Despite Solid Performance, Brandon Jacobs Is Not the Answer at RB for the Giants

Brad Gagnon NFL National ColumnistOctober 11, 2013

I suppose this depends on how you define the word "answer," because the New York Giants have no choice but to make Brandon Jacobs the answer at running back on a short-term basis. That he performed surprisingly well in Thurday night's loss to the Chicago Bears is a positive, but by no means should the aging, lumbering Jacobs be considered a long-term solution.

Yes, Jacobs had his first 100-yard performance in nearly two years on Thursday, and that meant a lot, considering that the Giants' running game entered Week 6 ranked dead last in the NFL in rushing yards per game and 27th in yards per rushing attempt. 

But a multitude of circumstances were at play here. Jacobs gained 106 yards on 22 carries, but 77 of those came on six attempts. The rest of the time, he was held to only 29 yards on 16 rushes. 

Again, to his credit, he broke three tackles and looked like a human battering ram on a few semi-inspiring occasions. That he used a stiff arm and a shocking amount of speed to find the edge on this 12-yard fourth-quarter run was impressive:

But that was Jacobs' only run over five yards that wasn't aided almost entirely by superb offensive line play. That's right: superb offensive line play. From the New York Giants. It exists, people.

Here's what he was set up with on the five other carries on which he was able to gain six or more yards:

When the blocking wasn't as crisp, Jacobs generally disappeared. In fact, he was held to a yard or less on 37 percent of his carries Thursday night. 

So the line had a good day, as did new fullback John Connor. Jacobs was good but was just a piece of what was a successful puzzle.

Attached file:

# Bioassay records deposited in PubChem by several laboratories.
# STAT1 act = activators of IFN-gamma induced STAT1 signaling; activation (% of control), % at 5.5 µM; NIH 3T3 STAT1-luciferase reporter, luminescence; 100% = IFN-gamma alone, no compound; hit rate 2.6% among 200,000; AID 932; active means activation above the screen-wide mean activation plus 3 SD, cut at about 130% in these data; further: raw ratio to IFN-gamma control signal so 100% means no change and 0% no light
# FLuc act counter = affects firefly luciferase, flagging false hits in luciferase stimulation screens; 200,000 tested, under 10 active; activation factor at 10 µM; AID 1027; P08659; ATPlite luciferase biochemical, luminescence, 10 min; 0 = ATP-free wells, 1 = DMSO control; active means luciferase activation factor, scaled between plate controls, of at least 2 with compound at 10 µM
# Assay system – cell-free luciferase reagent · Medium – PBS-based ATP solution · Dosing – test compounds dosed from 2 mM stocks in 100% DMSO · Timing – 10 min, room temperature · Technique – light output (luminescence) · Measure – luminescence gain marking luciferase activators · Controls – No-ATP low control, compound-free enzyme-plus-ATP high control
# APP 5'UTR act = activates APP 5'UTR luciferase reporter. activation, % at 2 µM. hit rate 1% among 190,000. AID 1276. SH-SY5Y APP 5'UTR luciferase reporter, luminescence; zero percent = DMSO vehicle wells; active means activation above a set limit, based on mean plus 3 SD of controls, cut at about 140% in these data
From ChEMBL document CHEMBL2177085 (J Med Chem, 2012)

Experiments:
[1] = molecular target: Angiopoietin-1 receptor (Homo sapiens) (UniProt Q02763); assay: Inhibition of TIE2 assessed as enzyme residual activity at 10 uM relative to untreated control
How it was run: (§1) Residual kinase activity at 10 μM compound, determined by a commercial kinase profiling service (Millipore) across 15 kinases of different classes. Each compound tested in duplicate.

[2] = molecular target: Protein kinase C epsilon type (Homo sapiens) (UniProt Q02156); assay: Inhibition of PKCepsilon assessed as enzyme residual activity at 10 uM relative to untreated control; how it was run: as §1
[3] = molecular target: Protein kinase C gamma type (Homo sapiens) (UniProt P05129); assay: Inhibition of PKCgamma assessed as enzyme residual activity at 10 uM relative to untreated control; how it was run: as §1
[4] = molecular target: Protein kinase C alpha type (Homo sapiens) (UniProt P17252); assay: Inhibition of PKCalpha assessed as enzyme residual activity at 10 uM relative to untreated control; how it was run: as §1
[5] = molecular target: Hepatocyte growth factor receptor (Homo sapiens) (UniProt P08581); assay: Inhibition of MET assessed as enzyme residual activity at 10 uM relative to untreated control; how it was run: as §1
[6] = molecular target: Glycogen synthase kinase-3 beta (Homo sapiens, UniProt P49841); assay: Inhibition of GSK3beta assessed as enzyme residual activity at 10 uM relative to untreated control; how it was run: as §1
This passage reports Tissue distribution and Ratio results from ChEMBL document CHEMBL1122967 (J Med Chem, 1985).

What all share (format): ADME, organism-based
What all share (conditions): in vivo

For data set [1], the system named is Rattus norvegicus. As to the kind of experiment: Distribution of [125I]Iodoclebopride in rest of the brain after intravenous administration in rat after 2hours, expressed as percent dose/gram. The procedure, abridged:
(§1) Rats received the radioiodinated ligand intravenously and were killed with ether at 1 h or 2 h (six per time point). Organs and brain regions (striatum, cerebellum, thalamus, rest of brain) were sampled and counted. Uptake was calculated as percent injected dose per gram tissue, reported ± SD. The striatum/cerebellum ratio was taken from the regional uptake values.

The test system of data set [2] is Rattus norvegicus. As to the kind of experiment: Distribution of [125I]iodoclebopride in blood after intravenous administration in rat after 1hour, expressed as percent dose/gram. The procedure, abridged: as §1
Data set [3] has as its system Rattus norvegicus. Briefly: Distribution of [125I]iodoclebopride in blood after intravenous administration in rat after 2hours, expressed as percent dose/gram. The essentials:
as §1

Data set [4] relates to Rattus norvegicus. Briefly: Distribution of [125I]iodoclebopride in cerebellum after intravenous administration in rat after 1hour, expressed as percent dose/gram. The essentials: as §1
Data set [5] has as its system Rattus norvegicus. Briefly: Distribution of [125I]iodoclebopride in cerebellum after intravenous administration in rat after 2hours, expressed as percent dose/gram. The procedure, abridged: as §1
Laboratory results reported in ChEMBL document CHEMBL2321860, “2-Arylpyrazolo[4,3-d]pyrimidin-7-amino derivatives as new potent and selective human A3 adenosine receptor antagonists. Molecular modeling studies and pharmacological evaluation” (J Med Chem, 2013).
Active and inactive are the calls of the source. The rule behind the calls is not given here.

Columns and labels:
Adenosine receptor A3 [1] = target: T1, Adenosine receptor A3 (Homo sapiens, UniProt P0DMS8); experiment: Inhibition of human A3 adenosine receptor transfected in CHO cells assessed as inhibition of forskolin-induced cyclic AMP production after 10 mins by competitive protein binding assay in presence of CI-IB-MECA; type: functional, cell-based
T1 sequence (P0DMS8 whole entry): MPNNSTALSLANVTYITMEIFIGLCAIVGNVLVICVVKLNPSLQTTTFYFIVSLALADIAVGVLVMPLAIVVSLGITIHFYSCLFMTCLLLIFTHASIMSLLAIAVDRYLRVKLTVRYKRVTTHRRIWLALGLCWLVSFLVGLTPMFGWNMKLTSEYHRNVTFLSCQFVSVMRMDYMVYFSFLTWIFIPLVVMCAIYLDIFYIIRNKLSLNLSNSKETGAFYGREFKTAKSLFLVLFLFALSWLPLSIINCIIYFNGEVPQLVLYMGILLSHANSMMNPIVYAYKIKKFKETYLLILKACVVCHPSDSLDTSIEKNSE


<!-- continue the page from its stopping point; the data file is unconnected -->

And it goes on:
Factor No. 2: Chicago's defense. 

With defensive tackles Henry Melton and Stephen Paea out with injuries, Lance Briggs banged up and defensive end Shea McClellin registering as the worst run-defending 4-3 end in football, according to Pro Football Focus (subscription required), this was a run defense that was asking to be plowed over on Thursday night. 

Good on Giants offensive coordinator Kevin Gilbride for taking advantage of those circumstances despite the fact regular starter and 2012 first-round pick David Wilson is out with a neck injury. 

The Chicago front seven entered this week having struggled in power, second-level and open-field situations, according to Football Outsiders. They ranked in the bottom 13 in all three areas, and that couldn't have been expected to change based on what happened with Corey Wootton and Landon Cohen starting in the interior defensive line.

Hell, Cohen wasn't even on the roster until two weeks ago.

The Bears weren't necessarily that much worse against the run than everyone else the Giants have played this year. Again, it was only a few big plays that cost them. Outside of that, they had Jacobs bottled up. And consider that this game was close—it was a lot harder for the G-Men to get Wilson or anyone else going on the ground, considering how lopsided some of their games have been thus far. 

Jacobs, again, deserves some credit, but science itself indicates he's not the long-term solution. He can't be. Not at the age of 32. He'll celebrate that birthday this summer. 

In modern NFL history (post-1970 merger), only nine running backs have run for 1,000 yards after turning 32. And only two—Mike Anderson in 2005 and Ricky Williams in 2009—have done so in the last decade. It's not likely in the cards for a guy like Jacobs. Thursday night was probably an aberration.

That doesn't mean he can't be a valuable contributor the rest of this season. In fact, he'll have to be. Da'Rel Scott suffered a hamstring injury Thursday night, Wilson could miss an extended period of time with a neck injury and Andre Brown remains out indefinitely with a broken leg. 

The reality is that Wilson and Brown are still the only long-term options. And in a season that has now been completely lost, the Giants might as well give them the lion's share of the work when they're healthy enough to handle it. 

This upcoming offseason, the Giants will have decisions to make. If Jacobs can keep up with what he did against Chicago, he'll earn the right to be considered as a member of the backfield in 2014. But no realistic scenario exists in which he enters next season as the lead man.